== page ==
Owning part of a US Company

I have been offered a percentage share of an LLC based in the US. Right now it is a small company that is breaking even and making very little profit but that has the potential to change a lot in the next few years.

If it does start making money then I will have to pay tax on dividends etc but in the short term are there any ways I could end up shooting myself in the foot tax wise, or anything else, by owning a part of a foreign company?
 

bentobox

Old-Salt
I would suggest your first point of contact should be a lawyer who is familiar with the industry the LLC is associated with. LLC laws could be very different in the USA, and may even be different based on what US state the LLC is located in.
 
Bentobox is largely correct, but it's the State tax jurisdiction that will impact it's position more than anything else. Corporate law and tax law vary between States. Delaware is a common jurisdiction for LLC incorporation, largely because of its liability laws.

The more pertinent and immediate question is how you, as a UK domiciled and resident taxpayer, wish to own the US company equity. At its most basic, you can own it in your own name. At the more complex end, you could own it through a company or trust domiciled offshore from the UK for tax purposes. Obviously, there's a spectrum of structures you could employ, one of which will be beneficial to you relative to the rest.

You should, therefore, concentrate your efforts on the UK taxation end of things rather than the US end. It will have a much greater impact on matters, whether income or capital gain.
 
As long as you pay the relevant taxes where you need to pay them it should not be an issue.

Remember though in the USA there can be City taxes, State taxes, and Federal taxes.

City taxes are few and far between, off the top of my head I can only think of New York at the moment.

State taxes most States have some form of State income tax - which may apply to your LLC, but not you personally that is a question for your accountant.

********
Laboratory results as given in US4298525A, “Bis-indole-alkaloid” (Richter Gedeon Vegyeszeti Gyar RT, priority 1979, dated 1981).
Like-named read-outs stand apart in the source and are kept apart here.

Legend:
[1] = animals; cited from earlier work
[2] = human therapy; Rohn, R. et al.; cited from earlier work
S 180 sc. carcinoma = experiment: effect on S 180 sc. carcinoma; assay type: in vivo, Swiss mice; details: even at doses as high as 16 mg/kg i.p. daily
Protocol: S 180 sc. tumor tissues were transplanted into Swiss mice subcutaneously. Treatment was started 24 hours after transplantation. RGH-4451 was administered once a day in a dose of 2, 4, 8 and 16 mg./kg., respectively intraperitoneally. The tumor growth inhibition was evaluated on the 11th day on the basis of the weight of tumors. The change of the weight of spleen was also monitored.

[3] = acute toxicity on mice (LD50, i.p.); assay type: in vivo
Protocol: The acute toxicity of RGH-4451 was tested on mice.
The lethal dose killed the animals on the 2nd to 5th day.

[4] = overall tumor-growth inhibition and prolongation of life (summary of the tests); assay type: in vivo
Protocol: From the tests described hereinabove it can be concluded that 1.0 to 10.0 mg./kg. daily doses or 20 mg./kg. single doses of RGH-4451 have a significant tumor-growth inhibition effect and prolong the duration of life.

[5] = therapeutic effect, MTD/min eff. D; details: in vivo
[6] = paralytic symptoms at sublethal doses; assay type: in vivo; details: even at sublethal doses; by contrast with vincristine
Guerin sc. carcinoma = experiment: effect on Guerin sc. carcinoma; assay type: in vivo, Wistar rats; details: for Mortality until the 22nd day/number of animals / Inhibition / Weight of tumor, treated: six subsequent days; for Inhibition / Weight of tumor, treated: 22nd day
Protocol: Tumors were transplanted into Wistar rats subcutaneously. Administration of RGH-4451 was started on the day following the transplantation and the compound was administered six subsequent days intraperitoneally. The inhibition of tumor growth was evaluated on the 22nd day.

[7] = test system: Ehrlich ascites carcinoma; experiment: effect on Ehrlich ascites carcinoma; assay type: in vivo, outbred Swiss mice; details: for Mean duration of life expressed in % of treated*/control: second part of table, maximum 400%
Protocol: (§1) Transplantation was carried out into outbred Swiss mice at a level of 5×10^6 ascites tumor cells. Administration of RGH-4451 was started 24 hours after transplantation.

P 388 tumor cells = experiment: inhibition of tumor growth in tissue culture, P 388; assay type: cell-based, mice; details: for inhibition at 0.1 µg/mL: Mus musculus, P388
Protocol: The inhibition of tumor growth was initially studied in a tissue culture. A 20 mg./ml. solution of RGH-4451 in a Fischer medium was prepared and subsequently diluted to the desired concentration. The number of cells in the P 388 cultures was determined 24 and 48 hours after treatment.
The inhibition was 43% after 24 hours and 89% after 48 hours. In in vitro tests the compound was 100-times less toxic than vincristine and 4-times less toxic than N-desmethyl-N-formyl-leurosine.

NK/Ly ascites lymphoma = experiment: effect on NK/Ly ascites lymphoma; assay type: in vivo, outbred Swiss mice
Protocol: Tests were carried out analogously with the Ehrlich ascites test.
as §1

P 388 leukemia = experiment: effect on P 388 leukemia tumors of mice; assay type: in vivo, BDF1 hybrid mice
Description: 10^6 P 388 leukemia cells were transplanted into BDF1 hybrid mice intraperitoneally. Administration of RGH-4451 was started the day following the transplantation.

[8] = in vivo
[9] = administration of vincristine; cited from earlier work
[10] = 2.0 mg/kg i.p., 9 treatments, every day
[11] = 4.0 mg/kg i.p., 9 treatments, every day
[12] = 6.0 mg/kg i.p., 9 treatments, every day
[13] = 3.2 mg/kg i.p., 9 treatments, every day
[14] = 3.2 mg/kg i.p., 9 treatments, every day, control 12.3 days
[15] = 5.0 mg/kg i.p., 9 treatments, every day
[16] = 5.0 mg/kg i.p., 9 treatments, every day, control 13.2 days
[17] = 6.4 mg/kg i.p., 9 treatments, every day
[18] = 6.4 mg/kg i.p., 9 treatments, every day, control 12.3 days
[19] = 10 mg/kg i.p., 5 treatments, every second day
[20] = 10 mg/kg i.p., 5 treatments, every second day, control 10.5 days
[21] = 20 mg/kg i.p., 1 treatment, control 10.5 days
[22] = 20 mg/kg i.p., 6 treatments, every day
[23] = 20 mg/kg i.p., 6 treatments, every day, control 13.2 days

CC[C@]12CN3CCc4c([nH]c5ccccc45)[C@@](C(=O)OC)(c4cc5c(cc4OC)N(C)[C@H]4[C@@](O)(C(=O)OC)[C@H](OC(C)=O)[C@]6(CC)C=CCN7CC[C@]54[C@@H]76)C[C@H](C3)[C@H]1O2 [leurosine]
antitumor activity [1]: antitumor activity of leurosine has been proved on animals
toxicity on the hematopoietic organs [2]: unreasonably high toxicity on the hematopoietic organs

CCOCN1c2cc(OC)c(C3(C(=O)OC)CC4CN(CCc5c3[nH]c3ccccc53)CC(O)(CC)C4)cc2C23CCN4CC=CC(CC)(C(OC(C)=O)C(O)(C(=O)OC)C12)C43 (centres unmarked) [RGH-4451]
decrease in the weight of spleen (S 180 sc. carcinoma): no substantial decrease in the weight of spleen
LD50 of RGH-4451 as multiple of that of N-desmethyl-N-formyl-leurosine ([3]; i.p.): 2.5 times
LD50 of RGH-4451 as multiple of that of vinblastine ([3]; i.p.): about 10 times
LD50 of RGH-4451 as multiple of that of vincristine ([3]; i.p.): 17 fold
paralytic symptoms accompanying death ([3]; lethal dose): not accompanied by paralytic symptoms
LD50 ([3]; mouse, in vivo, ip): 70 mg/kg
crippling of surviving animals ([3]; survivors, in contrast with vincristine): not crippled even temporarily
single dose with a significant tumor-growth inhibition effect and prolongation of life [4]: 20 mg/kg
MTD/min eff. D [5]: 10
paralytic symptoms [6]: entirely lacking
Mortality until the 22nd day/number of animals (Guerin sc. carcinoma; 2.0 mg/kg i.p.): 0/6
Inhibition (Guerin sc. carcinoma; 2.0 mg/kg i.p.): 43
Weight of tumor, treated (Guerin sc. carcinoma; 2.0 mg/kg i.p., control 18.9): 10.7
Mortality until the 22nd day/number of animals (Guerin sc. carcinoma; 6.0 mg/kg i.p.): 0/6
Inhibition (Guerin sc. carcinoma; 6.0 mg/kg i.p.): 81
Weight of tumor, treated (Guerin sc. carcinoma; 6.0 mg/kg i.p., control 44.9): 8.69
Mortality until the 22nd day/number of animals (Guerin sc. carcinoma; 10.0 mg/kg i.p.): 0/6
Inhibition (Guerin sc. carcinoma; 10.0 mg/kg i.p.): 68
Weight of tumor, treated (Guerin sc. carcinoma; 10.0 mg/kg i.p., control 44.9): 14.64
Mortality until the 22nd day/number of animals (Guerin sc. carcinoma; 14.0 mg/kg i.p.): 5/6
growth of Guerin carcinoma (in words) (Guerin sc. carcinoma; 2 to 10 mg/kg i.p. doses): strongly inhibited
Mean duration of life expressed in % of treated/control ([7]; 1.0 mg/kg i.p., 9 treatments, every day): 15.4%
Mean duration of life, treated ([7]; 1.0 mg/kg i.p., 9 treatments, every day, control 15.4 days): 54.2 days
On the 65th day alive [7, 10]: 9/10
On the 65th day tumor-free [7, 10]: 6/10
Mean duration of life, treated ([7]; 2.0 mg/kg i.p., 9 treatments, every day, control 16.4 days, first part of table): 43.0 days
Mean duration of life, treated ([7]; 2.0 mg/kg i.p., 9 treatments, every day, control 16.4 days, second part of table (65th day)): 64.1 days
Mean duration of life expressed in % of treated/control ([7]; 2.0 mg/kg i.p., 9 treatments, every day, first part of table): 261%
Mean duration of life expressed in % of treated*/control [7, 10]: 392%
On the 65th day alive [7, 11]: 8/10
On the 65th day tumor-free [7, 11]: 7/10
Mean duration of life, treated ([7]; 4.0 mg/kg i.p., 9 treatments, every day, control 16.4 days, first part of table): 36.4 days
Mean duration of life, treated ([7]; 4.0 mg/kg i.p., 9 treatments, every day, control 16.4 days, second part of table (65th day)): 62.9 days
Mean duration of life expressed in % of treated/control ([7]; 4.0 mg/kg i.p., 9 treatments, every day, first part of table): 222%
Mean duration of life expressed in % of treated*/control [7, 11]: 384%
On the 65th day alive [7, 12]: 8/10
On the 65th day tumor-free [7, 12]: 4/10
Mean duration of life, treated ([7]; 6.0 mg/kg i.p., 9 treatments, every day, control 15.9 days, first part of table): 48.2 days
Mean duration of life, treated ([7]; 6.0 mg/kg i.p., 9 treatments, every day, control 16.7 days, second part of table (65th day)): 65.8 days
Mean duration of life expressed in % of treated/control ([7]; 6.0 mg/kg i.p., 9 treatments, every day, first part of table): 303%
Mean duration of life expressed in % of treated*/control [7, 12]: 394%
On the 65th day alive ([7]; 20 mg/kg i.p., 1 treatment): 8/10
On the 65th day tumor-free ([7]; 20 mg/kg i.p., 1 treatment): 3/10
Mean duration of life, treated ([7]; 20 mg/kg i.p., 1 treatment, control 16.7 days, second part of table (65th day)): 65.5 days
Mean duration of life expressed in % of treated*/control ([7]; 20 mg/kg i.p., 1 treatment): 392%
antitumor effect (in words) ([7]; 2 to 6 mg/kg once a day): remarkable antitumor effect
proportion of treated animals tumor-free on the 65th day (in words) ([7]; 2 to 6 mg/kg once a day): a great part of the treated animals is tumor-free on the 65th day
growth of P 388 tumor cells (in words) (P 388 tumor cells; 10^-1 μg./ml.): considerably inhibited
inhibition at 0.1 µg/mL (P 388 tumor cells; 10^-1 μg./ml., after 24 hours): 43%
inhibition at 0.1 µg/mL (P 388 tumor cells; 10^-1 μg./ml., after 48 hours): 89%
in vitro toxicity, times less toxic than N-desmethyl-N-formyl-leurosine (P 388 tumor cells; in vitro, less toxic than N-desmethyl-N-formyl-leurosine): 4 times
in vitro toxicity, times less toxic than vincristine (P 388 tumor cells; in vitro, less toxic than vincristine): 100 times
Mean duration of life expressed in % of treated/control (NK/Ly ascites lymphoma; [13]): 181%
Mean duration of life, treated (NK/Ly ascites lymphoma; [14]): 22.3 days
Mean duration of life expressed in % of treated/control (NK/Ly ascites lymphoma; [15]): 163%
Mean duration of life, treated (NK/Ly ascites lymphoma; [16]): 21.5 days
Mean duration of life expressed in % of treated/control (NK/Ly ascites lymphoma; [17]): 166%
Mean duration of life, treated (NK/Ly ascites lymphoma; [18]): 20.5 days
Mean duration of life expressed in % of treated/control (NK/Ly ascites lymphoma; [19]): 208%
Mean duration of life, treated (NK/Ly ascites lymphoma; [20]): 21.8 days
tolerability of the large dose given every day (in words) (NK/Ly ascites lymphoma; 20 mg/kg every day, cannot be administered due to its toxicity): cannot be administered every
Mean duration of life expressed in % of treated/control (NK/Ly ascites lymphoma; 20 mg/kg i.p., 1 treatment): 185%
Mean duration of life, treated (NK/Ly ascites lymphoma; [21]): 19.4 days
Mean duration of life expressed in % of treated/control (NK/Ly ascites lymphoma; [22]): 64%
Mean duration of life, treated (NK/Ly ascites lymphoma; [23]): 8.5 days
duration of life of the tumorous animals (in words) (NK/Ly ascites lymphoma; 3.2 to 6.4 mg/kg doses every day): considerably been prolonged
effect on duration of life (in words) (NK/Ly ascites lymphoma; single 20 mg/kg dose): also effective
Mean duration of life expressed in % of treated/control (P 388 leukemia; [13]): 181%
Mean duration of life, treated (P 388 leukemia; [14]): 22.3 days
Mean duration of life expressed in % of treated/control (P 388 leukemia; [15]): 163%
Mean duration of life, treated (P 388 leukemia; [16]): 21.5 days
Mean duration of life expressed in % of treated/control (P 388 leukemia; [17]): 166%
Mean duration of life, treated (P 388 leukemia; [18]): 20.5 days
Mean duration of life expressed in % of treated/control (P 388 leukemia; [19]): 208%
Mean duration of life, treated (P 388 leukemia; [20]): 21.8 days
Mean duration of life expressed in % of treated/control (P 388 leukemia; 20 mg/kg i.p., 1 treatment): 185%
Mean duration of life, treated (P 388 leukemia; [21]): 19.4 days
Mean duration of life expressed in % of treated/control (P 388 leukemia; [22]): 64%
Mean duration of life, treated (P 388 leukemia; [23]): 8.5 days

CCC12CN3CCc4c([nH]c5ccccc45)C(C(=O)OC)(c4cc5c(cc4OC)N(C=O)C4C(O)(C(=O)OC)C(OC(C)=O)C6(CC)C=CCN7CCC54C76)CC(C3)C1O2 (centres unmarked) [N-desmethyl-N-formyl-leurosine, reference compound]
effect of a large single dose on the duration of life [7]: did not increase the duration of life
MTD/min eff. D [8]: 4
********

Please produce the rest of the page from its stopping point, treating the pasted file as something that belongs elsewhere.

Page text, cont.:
Federal taxes are no different to what the Inland Revenue, or whatever they call themselves this month, would want to be paid.

LLC's are not the same as a UK Ltd Company. The best way to describe it is that an LLC is an arms length business extension of the individual. Whilst they appear to offer the same protections as a Ltd. Co. they actually do not. We had that from our accountant who is a British Chartered Accountant (FCA), lives here in NY now, and is a qualified US accountant too. We waffled on about starting an LLC and he basically told us it would cost us money to run with no real personal safeguards as such. We still started one though.

Here is a situation for you: Say you earn $100 out of the business. Then imagine that the top US tax rate applicable to you is 28%, but in the UK it is 35%. The US would want its 28% paid, then as you come under the UK tax authorities they would want the difference between 28% and 35% - which is 7%. They have a pretty comprehensive dual taxation treaty which allows them to peek into each others domains - you can thank the religion of peace crowd for that. We have to declare all US and UK financial and banking activity to the US authorities every year. Try and fib and huge penalties apply, and as a non-resident you can be barred from ever being allowed to set foot in the US.
 
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Bentobox is largely correct, but it's the State tax jurisdiction that will impact it's position more than anything else. Corporate law and tax law vary between States. Delaware is a common jurisdiction for LLC incorporation, largely because of its liability laws.

The more pertinent and immediate question is how you, as a UK domiciled and resident taxpayer, wish to own the US company equity. At its most basic, you can own it in your own name. At the more complex end, you could own it through a company or trust domiciled offshore from the UK for tax purposes. Obviously, there's a spectrum of structures you could employ, one of which will be beneficial to you relative to the rest.

You should, therefore, concentrate your efforts on the UK taxation end of things rather than the US end. It will have a much greater impact on matters, whether income or capital gain.

It is the UK end I am interested in at the moment. I can get the answers for the US end from the accountants the company uses there.

I would be holding the shares in my own name. Due to the work they do for the USG they can't be even part owned by a foreign company.

I am going to be speaking to my accountant here about it but I didn't think she would appreciate a call at this time of night so I thought I would get a general idea from here. This is like nothing I have ever done before.
 
I would be holding the shares in my own name. Due to the work they do for the USG they can't be even part owned by a foreign company.